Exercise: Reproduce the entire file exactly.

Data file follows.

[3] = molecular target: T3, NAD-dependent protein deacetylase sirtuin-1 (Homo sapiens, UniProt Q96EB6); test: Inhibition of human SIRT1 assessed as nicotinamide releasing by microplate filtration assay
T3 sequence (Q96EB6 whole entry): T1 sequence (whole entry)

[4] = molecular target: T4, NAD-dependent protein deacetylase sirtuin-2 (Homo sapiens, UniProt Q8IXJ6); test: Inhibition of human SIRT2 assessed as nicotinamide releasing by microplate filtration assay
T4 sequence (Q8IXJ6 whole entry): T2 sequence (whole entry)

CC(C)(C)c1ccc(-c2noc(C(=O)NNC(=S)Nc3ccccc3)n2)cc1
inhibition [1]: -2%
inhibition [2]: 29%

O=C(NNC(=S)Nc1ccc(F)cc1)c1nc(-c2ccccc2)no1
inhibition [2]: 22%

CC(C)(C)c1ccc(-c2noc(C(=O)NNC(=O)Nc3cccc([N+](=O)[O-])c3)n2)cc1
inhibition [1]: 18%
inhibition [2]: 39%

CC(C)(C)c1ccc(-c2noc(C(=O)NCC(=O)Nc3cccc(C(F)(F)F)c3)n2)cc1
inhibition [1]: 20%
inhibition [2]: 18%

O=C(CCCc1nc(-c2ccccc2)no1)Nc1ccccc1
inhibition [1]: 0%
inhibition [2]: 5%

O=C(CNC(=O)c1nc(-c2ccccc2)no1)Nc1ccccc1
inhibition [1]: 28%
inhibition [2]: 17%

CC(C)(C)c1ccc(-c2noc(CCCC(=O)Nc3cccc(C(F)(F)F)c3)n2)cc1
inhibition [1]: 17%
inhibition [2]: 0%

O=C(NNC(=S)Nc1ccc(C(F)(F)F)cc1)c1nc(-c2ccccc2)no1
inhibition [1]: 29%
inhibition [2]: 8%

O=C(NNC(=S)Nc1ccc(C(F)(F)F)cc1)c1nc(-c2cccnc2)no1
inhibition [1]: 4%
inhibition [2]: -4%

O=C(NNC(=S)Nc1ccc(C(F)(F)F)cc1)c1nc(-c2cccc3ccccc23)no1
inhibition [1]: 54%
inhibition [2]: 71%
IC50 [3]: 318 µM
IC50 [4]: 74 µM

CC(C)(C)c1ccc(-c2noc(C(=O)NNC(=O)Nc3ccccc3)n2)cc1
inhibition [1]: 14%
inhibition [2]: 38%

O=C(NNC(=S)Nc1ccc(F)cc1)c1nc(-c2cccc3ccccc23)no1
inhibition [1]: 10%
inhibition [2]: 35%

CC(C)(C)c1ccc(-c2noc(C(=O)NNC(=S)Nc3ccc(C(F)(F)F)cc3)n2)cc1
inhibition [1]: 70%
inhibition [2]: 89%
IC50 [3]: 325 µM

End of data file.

[3] = molecular target: T3, NAD-dependent protein deacetylase sirtuin-1 (Homo sapiens, UniProt Q96EB6); test: Inhibition of human SIRT1 assessed as nicotinamide releasing by microplate filtration assay
T3 sequence (Q96EB6 whole entry): T1 sequence (whole entry)

[4] = molecular target: T4, NAD-dependent protein deacetylase sirtuin-2 (Homo sapiens, UniProt Q8IXJ6); test: Inhibition of human SIRT2 assessed as nicotinamide releasing by microplate filtration assay
T4 sequence (Q8IXJ6 whole entry): T2 sequence (whole entry)

CC(C)(C)c1ccc(-c2noc(C(=O)NNC(=S)Nc3ccccc3)n2)cc1
inhibition [1]: -2%
inhibition [2]: 29%

O=C(NNC(=S)Nc1ccc(F)cc1)c1nc(-c2ccccc2)no1
inhibition [2]: 22%

CC(C)(C)c1ccc(-c2noc(C(=O)NNC(=O)Nc3cccc([N+](=O)[O-])c3)n2)cc1
inhibition [1]: 18%
inhibition [2]: 39%

CC(C)(C)c1ccc(-c2noc(C(=O)NCC(=O)Nc3cccc(C(F)(F)F)c3)n2)cc1
inhibition [1]: 20%
inhibition [2]: 18%

O=C(CCCc1nc(-c2ccccc2)no1)Nc1ccccc1
inhibition [1]: 0%
inhibition [2]: 5%

O=C(CNC(=O)c1nc(-c2ccccc2)no1)Nc1ccccc1
inhibition [1]: 28%
inhibition [2]: 17%

CC(C)(C)c1ccc(-c2noc(CCCC(=O)Nc3cccc(C(F)(F)F)c3)n2)cc1
inhibition [1]: 17%
inhibition [2]: 0%

O=C(NNC(=S)Nc1ccc(C(F)(F)F)cc1)c1nc(-c2ccccc2)no1
inhibition [1]: 29%
inhibition [2]: 8%

O=C(NNC(=S)Nc1ccc(C(F)(F)F)cc1)c1nc(-c2cccnc2)no1
inhibition [1]: 4%
inhibition [2]: -4%

O=C(NNC(=S)Nc1ccc(C(F)(F)F)cc1)c1nc(-c2cccc3ccccc23)no1
inhibition [1]: 54%
inhibition [2]: 71%
IC50 [3]: 318 µM
IC50 [4]: 74 µM

CC(C)(C)c1ccc(-c2noc(C(=O)NNC(=O)Nc3ccccc3)n2)cc1
inhibition [1]: 14%
inhibition [2]: 38%

O=C(NNC(=S)Nc1ccc(F)cc1)c1nc(-c2cccc3ccccc23)no1
inhibition [1]: 10%
inhibition [2]: 35%

CC(C)(C)c1ccc(-c2noc(C(=O)NNC(=S)Nc3ccc(C(F)(F)F)cc3)n2)cc1
inhibition [1]: 70%
inhibition [2]: 89%
IC50 [3]: 325 µM